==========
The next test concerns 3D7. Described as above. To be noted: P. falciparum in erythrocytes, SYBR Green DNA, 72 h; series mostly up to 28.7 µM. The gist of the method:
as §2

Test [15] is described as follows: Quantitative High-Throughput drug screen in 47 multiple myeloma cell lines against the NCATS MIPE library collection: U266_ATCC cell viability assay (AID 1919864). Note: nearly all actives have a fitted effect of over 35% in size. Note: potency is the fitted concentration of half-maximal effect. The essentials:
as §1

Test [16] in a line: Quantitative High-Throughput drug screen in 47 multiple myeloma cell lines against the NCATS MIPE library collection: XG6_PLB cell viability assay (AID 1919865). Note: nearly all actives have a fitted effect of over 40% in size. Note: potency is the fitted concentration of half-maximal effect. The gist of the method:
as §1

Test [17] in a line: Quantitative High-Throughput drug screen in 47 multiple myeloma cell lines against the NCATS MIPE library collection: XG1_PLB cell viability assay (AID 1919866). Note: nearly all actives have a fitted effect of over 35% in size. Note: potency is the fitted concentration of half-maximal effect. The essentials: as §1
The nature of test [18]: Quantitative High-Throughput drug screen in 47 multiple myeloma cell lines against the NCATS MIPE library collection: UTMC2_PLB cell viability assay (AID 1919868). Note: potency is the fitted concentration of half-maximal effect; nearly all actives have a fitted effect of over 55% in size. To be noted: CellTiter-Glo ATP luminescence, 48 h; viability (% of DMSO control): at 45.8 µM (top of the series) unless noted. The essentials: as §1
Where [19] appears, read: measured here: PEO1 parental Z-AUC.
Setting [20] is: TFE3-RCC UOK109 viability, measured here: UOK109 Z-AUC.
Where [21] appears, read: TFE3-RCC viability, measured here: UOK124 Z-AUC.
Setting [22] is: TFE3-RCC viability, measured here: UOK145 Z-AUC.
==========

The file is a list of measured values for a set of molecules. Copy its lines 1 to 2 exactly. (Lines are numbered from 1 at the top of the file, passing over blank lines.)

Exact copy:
The next test concerns 3D7. Described as above. To be noted: P. falciparum in erythrocytes, SYBR Green DNA, 72 h; series mostly up to 28.7 µM. The gist of the method:
as §2